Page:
TOREROS STEP UP TO LIGHTEN THE LOAD DURING THE COVID-19 PANDEMIC
Sometimes, it’s the little things that matter most. In this time of social distancing, uncertainty and remote learning and working, it can be easy to feel overwhelmed and unsure of what to do. Three members of the USD community share what they’re doing to step up and be a part of the solution.
Small Gesture, Big Impact
It’s mid-afternoon on Wednesday, April 1, and James Brennan ’96 (BBA) is on the road, driving to the first of the three or four San Diego emergency rooms where he plans to drop off boxes of Suja Juice for staff on the front lines of the COVID-19 pandemic.
The entrepreneur and co-founder of Suja says he’s been making these runs for three weeks. “We plan on doing this every week until this thing is done. it’s really just to let them know we care about them and we appreciate them. It’s a small gesture, but it really has an impact.”
In a troubled time, Brennan says making these deliveries helps him to find a positive note in a sea of bad news. “It’s the one thing I look forward to doing,” he says.
Over the years, Brennan has stepped-up time after time when people need help, finding a need and filling it. In 2012, when Hurricane Sandy hit Rockaway Beach — his hometown in Queens, New York — in 2012, he quickly traveled there and spearheaded rescue efforts, rebuilt homes and did his part to revitalize the community.
“Back when we had the fires and I had all the restaurants, we were cooking meals for the firehouses to let them know how much we appreciated them,” he recalls. “It goes a long way to let the people who are doing all the heavy lifting know that there are people who are thinking about them.”
He says the response from those on the frontlines of the pandemic in San Diego ERs is moving. “One of the nurses who was all geared up when I pulled up didn’t even really understand what I was doing there. But when one of her friends came out and said, ‘Oh my God, I love Suja, it’s so healthy,’ it all sort of processed for her. She started crying and I wanted to just hug her.”
Brennan urges others to do their part to alleviate the stress and anxiety of their own immediate communities. “In a time of extreme stress and anxiety like this, being in a place of gratitude and service is a great neutralizer. I think it releases endorphins and has all sorts of positive effects on you as an individual. I wouldn’t underestimate it.”
Suja Juice is doing similar work in markets outside of San Diego. If you’d like to help, go to www.sujajuice.com/blog/payitforward.
Find a Need and Fill It
Two USD nursing graduates are on the front lines of supporting their fellow health care workers during the crisis.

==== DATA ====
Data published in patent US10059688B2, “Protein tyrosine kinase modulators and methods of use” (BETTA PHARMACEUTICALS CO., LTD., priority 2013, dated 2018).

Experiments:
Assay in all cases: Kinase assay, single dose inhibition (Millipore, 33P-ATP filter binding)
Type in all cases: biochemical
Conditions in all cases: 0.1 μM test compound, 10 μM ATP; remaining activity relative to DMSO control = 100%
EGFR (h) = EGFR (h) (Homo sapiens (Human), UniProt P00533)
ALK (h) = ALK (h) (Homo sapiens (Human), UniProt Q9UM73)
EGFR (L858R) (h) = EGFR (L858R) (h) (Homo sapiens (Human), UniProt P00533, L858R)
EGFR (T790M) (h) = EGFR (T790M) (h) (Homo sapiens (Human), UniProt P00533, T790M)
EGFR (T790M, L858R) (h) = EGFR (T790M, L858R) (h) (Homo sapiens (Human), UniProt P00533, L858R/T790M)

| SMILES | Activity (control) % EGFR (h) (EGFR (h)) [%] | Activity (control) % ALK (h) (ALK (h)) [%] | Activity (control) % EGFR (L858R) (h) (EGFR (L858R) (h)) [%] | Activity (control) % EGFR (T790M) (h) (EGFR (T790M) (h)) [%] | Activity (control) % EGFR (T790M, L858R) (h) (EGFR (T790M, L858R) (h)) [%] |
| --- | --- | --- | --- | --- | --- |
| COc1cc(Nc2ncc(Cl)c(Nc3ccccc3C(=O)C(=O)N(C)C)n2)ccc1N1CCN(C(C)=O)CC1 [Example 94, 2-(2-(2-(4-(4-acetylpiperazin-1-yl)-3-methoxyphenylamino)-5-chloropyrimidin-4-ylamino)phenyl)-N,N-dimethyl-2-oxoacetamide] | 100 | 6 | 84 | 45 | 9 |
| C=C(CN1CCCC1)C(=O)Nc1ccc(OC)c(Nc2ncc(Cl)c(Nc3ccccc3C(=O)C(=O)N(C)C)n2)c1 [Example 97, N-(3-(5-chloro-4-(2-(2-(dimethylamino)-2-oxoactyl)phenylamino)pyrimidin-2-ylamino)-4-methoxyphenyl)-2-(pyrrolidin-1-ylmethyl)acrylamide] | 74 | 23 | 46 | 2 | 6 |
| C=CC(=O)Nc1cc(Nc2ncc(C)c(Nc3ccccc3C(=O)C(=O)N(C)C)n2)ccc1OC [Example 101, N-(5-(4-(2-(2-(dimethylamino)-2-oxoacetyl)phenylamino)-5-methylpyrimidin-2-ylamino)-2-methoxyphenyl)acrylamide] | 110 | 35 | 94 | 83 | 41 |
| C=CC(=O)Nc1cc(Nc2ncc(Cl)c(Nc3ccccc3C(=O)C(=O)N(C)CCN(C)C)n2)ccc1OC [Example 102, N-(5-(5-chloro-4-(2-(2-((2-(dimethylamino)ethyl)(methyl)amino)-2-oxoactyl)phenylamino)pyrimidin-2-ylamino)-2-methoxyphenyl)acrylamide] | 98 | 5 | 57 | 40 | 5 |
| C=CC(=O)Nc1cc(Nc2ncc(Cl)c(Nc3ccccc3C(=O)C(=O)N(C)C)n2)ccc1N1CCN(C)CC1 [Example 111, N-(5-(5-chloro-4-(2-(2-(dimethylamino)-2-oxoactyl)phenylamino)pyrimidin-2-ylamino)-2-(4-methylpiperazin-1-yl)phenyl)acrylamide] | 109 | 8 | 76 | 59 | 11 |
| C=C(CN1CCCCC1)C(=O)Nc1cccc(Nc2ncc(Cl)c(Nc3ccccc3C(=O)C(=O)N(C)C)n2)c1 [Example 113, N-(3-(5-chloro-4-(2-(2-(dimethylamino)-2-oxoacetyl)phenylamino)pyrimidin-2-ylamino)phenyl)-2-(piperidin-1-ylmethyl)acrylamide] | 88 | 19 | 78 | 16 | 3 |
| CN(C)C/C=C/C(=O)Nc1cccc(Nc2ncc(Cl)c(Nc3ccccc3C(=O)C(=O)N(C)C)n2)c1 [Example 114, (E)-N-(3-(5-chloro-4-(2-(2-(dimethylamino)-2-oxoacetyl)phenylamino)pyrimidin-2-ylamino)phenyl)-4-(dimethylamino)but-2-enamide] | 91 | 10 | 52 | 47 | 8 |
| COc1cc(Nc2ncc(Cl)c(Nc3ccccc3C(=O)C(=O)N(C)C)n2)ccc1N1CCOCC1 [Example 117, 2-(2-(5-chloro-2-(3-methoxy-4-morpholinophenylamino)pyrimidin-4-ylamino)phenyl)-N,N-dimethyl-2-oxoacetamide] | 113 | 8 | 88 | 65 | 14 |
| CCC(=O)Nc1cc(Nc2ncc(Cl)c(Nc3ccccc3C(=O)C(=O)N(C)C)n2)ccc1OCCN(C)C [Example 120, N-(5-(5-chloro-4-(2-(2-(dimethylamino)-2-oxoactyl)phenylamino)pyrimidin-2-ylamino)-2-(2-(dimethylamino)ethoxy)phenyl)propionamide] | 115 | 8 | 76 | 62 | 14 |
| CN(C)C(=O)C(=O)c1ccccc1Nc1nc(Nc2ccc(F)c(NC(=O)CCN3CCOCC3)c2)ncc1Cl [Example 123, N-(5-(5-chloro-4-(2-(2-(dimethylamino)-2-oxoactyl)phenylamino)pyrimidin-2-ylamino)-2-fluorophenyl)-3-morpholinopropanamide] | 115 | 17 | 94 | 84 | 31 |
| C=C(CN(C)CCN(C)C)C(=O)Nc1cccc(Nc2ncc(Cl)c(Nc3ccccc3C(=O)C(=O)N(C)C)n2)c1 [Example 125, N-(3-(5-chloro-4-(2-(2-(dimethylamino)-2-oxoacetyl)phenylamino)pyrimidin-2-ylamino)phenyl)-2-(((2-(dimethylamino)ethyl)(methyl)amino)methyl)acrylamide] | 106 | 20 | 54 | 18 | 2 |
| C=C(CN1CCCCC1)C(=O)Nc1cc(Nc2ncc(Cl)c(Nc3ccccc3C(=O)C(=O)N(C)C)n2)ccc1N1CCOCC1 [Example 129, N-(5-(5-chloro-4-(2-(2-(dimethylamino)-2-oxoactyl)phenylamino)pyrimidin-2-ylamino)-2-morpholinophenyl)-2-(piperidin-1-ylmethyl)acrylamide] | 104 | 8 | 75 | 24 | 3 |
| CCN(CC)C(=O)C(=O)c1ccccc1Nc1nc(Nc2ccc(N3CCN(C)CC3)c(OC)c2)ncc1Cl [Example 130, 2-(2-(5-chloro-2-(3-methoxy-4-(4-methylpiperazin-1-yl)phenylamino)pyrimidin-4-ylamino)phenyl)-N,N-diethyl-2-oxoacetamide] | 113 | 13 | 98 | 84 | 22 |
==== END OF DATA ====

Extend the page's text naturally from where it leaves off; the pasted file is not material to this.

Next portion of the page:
Leslie Dela Cruz-Torio ’15 (PhD) and Julie Kathryn Graham ’18 (PhD) helped organize a drive to collect masks, gloves and other personal protection equipment (PPE) for Sharp HealthCare professionals.
Since March 25, their drive in Chula Vista has collected several thousand N95 masks, several hundred isolation gowns and several hundred pairs of gloves from local businesses and individuals.
“Small donations add up to a lot,” says Graham. “We’re filling a significant need.”
The donations are as much a morale booster as they are protection for those providing first-line care for the hundreds of patients infected by the virus in San Diego.
“This is hard work. It’s scary,” says Graham, a quality improvement senior specialist. The donations “help health care professionals feel the community is supporting us.”
At the same time, “we are still critically low on PPEs and could really use more donations,” adds Dela Cruz-Torio, a patient safety program coordinator.
Donations are being accepted at Sharp locations around the county. Click here for more information.
Helping Close to Home
When Danyella Burciaga ’17 (BA) — a master’s student in USD’s School of Leadership and Education Sciences working on a dual a dual teaching credential — saw a post of the NextDoor app looking for volunteers to help in her Encinitas neighborhood, she was quick to step up.
“I signed up, and before long the app was flooded with elderly folks who needed help with things like getting groceries and prescriptions. So, I thought, ‘Why not go out and pick things up for them?”
Burciaga was heartened that about 200 others also stepped up to heed that call for help, and says in her case, it’s resulted in real connections. “There’s one couple in particular that I’ve built a relationship with. They have a lot of prescriptions, and sometimes they need things like flour, because they want to do some baking. So, they’ll text me, and I’ll wait and see who else needs something, so that I only need to make one trip.” She typically does two such runs per week.
“I have four households with people who are 65 and older that I’ve dedicated my time to.”
She points out that the need can be right next door. “People who want to help should think about what’s needed in their immediate community. And if you can’t go out for them, consider giving them a phone call or text. They’ll appreciate it, and it’s not a small thing.” — Julene Snyder and Liz Harman
Have a story to share about Toreros responding to the COVID-19 pandemic? We’d love to hear from you!